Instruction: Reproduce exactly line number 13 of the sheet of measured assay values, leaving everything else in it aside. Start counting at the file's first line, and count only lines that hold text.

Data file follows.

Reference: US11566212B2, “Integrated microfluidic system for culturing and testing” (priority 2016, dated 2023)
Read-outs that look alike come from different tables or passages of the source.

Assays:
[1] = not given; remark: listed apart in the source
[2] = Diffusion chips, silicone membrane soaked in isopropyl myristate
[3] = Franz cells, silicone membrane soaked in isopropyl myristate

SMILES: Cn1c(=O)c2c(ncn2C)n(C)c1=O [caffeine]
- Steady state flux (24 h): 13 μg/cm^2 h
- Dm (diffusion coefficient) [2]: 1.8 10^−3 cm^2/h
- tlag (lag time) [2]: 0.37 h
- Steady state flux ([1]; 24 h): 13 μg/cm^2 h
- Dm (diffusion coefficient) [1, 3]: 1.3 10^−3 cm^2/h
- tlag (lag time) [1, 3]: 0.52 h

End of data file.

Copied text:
- tlag (lag time) [1, 3]: 0.52 h